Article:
And lest anyone think there's some sort of contradiction in saying certain people are "predisposed to be triggered" while also saying that people have free choice, I'll note in my defense that I've long argued (especially in the context of depression and suicide) that human freedom does not disappear when mental illness (or any other cognitive/emotive force) appears on the scene. Human freedom works in and through our compulsions, which means you can't fall back on your compulsions as an excuse for your bad behavior. You're still morally responsible, even when you're sick. Saying "Kathy triggered me!" doesn't cut it. That's the same excuse as that age-old moral dodge: "The devil made me do it."
You can see why I'm wondering whether Mr. Nugent might be making a PC mistake, here. If people inflame each other, it's mainly because the inflamed choose to be inflamed. There is always choice—always. Your emotional responses aren't as automatic or as inevitable as you think. "He made me..." doesn't cut it. This goes for anyone inspired by Kathy Griffin's visuals, and it goes for anyone who might be inspired by Ted Nugent's rhetoric. Perpetrators of violence can't use Griffin and Nugent as an excuse for their own acts because that's what it means to be a moral agent.
For a dissenting opinion, listen to this ex-Secret Service agent talk about the Kathy Griffin flap. He makes valid points, mainly from the angle of statistical correlation: (1) the likelihood of violence goes up after violent rhetoric is aired, for example, and (2) as he puts it, the Secret Service "doesn't have the luxury" of not checking out verbal threats or threatening gestures against the president. These are all good points, very much in line with what Richard Stefans was saying above, but I don't think they erase moral agency. That being said, I personally would never be so stupid as to threaten the US president in even a lighthearted way, although I've been guilty of making my own beheading jokes.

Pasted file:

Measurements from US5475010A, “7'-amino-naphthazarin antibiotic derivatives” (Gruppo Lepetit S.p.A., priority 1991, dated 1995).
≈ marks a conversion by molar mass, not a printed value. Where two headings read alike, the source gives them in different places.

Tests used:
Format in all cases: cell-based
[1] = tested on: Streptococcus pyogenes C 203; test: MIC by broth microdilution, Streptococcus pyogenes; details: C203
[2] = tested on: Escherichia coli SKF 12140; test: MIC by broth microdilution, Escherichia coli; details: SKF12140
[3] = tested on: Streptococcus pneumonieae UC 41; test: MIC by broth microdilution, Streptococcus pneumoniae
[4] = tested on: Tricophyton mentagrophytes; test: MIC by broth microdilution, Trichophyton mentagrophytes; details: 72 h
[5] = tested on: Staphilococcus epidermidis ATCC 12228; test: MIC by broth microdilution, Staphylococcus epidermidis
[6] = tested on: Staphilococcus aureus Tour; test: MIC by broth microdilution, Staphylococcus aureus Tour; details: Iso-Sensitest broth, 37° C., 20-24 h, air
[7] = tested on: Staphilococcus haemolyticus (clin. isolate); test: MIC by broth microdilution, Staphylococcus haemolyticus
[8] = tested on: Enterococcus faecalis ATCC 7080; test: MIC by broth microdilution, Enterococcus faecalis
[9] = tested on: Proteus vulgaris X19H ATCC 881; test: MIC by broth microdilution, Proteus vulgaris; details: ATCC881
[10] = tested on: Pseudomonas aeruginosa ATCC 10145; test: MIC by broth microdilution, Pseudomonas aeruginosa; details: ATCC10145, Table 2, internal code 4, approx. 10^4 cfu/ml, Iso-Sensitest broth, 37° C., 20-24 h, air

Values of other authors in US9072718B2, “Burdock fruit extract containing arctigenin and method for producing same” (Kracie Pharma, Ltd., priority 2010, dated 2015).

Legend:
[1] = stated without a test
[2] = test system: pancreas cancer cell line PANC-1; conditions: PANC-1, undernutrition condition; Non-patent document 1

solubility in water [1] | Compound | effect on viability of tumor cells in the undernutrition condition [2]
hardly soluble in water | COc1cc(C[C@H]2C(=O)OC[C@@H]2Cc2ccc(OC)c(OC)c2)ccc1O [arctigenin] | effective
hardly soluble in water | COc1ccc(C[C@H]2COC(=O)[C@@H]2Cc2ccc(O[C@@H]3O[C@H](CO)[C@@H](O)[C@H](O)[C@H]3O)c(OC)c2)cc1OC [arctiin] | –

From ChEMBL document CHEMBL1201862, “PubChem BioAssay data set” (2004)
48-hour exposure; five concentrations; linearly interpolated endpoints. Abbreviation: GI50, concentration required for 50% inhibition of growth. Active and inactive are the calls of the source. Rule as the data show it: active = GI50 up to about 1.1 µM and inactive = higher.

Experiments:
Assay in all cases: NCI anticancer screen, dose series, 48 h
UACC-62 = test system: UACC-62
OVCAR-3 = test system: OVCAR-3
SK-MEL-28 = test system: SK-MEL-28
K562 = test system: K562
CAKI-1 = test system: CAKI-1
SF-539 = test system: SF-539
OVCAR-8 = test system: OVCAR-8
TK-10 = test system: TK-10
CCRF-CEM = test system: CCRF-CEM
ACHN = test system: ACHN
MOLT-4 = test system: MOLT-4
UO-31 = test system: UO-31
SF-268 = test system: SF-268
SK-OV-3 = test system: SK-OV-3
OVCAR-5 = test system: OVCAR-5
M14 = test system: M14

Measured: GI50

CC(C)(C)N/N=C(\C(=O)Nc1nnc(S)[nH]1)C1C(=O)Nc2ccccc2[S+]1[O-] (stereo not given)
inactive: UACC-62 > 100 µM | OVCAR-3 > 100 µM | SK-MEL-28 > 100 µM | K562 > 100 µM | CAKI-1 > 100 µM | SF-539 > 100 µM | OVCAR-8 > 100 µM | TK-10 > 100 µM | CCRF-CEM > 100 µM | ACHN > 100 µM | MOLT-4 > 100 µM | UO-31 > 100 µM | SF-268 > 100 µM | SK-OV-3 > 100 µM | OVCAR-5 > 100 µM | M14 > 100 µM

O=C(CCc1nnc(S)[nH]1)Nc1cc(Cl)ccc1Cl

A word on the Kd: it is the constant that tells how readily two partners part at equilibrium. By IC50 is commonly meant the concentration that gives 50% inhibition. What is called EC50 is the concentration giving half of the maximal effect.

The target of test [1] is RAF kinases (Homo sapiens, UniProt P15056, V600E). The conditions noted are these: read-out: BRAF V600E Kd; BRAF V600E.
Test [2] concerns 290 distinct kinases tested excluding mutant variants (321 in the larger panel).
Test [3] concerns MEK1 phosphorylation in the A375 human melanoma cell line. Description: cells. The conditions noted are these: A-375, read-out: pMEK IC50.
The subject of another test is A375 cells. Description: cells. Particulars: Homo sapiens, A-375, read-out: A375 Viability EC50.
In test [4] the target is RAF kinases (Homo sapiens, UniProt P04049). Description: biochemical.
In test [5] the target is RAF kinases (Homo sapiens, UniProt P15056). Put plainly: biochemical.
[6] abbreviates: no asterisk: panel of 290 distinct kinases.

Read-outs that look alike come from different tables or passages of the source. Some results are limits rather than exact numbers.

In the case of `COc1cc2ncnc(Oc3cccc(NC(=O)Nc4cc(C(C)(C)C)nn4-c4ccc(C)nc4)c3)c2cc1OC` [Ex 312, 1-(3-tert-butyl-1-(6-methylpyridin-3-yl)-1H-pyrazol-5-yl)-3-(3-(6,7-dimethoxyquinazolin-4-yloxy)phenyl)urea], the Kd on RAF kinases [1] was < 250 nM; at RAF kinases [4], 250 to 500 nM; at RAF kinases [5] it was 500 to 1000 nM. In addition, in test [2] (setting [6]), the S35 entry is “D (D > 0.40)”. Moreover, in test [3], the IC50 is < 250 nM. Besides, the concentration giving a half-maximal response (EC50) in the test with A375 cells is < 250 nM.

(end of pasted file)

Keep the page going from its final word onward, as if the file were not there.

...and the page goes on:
For a take that's more consistent with my point of view, here's Stefan Molyneux basically nailing Kathy Griffin to the wall for her moral failures, making it clear that she has only herself to blame. But as far as I'm concerned, she and Ted Nugent have no need to soften their tone. The whole "I'm moderating my rhetoric to avoid ... condoning or referencing violence" shtick is a cave-in to the PC crowd. By that same logic, then, we would need to eliminate all violent video games, violent music videos, comedy routines that reference violence, movies with violent imagery, etc. The reductio reveals the absurdum.
*"Void" sounds awkward to me. Is this a misprint? Could it have been "avoid"?
ADDENDUM: this cartoonist also disagrees with me, but I think this argument is going to blow up in the right's face:
Upshot: I agree that there's a correlation between culture-of-violence rhetoric and actual violence, but correlation is not causation, especially when moral agency is factored in.